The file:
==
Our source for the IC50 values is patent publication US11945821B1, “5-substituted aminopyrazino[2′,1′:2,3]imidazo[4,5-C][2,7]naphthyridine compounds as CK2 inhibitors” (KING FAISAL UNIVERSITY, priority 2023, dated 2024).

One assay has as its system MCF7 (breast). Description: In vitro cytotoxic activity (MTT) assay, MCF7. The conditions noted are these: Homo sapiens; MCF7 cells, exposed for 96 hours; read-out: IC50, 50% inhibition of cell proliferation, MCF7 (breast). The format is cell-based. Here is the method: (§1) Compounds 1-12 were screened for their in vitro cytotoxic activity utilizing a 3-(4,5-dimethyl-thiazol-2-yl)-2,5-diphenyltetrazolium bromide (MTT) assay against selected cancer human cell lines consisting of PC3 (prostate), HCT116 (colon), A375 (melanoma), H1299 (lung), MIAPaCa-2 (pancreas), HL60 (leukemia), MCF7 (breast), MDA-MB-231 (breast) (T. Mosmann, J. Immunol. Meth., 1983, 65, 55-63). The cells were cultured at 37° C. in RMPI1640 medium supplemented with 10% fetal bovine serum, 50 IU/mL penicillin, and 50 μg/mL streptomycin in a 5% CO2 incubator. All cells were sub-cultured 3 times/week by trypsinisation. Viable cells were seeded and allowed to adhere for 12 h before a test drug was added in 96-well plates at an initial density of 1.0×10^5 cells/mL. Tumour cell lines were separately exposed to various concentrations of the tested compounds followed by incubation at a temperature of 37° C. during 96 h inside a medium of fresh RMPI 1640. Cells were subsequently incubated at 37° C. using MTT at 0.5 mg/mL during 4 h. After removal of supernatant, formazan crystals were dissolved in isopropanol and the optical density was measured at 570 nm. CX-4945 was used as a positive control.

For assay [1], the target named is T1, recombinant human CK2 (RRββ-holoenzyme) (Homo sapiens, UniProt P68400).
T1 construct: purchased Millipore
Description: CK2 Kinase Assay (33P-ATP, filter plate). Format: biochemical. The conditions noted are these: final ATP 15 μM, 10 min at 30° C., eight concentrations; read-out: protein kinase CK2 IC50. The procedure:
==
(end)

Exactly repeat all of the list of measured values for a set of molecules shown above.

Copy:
Our source for the IC50 values is patent publication US11945821B1, “5-substituted aminopyrazino[2′,1′:2,3]imidazo[4,5-C][2,7]naphthyridine compounds as CK2 inhibitors” (KING FAISAL UNIVERSITY, priority 2023, dated 2024).

One assay has as its system MCF7 (breast). Description: In vitro cytotoxic activity (MTT) assay, MCF7. The conditions noted are these: Homo sapiens; MCF7 cells, exposed for 96 hours; read-out: IC50, 50% inhibition of cell proliferation, MCF7 (breast). The format is cell-based. Here is the method: (§1) Compounds 1-12 were screened for their in vitro cytotoxic activity utilizing a 3-(4,5-dimethyl-thiazol-2-yl)-2,5-diphenyltetrazolium bromide (MTT) assay against selected cancer human cell lines consisting of PC3 (prostate), HCT116 (colon), A375 (melanoma), H1299 (lung), MIAPaCa-2 (pancreas), HL60 (leukemia), MCF7 (breast), MDA-MB-231 (breast) (T. Mosmann, J. Immunol. Meth., 1983, 65, 55-63). The cells were cultured at 37° C. in RMPI1640 medium supplemented with 10% fetal bovine serum, 50 IU/mL penicillin, and 50 μg/mL streptomycin in a 5% CO2 incubator. All cells were sub-cultured 3 times/week by trypsinisation. Viable cells were seeded and allowed to adhere for 12 h before a test drug was added in 96-well plates at an initial density of 1.0×10^5 cells/mL. Tumour cell lines were separately exposed to various concentrations of the tested compounds followed by incubation at a temperature of 37° C. during 96 h inside a medium of fresh RMPI 1640. Cells were subsequently incubated at 37° C. using MTT at 0.5 mg/mL during 4 h. After removal of supernatant, formazan crystals were dissolved in isopropanol and the optical density was measured at 570 nm. CX-4945 was used as a positive control.

For assay [1], the target named is T1, recombinant human CK2 (RRββ-holoenzyme) (Homo sapiens, UniProt P68400).
T1 construct: purchased Millipore
Description: CK2 Kinase Assay (33P-ATP, filter plate). Format: biochemical. The conditions noted are these: final ATP 15 μM, 10 min at 30° C., eight concentrations; read-out: protein kinase CK2 IC50. The procedure: